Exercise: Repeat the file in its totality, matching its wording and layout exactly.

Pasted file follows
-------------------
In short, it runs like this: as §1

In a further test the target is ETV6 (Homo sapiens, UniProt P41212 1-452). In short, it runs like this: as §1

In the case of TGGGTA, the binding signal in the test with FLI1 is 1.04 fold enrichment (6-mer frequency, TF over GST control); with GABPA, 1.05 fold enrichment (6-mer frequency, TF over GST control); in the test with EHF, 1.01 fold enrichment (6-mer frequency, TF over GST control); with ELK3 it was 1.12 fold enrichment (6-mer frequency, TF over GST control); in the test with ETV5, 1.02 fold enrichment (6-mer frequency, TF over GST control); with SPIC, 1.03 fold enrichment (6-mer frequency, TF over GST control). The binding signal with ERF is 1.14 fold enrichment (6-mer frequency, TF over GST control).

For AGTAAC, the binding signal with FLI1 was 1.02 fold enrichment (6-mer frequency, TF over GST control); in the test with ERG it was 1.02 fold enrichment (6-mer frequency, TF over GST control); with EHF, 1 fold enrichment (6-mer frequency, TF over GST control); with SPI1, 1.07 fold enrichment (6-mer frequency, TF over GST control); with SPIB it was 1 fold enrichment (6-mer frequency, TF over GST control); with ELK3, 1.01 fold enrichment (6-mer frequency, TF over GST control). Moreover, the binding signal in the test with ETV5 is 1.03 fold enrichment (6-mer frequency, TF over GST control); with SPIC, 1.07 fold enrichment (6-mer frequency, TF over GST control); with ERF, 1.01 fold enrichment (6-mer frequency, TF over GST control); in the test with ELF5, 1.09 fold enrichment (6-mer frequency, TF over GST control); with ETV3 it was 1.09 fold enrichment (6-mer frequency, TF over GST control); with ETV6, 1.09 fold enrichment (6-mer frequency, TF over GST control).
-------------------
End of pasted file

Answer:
In short, it runs like this: as §1

In a further test the target is ETV6 (Homo sapiens, UniProt P41212 1-452). In short, it runs like this: as §1

In the case of TGGGTA, the binding signal in the test with FLI1 is 1.04 fold enrichment (6-mer frequency, TF over GST control); with GABPA, 1.05 fold enrichment (6-mer frequency, TF over GST control); in the test with EHF, 1.01 fold enrichment (6-mer frequency, TF over GST control); with ELK3 it was 1.12 fold enrichment (6-mer frequency, TF over GST control); in the test with ETV5, 1.02 fold enrichment (6-mer frequency, TF over GST control); with SPIC, 1.03 fold enrichment (6-mer frequency, TF over GST control). The binding signal with ERF is 1.14 fold enrichment (6-mer frequency, TF over GST control).

For AGTAAC, the binding signal with FLI1 was 1.02 fold enrichment (6-mer frequency, TF over GST control); in the test with ERG it was 1.02 fold enrichment (6-mer frequency, TF over GST control); with EHF, 1 fold enrichment (6-mer frequency, TF over GST control); with SPI1, 1.07 fold enrichment (6-mer frequency, TF over GST control); with SPIB it was 1 fold enrichment (6-mer frequency, TF over GST control); with ELK3, 1.01 fold enrichment (6-mer frequency, TF over GST control). Moreover, the binding signal in the test with ETV5 is 1.03 fold enrichment (6-mer frequency, TF over GST control); with SPIC, 1.07 fold enrichment (6-mer frequency, TF over GST control); with ERF, 1.01 fold enrichment (6-mer frequency, TF over GST control); in the test with ELF5, 1.09 fold enrichment (6-mer frequency, TF over GST control); with ETV3 it was 1.09 fold enrichment (6-mer frequency, TF over GST control); with ETV6, 1.09 fold enrichment (6-mer frequency, TF over GST control).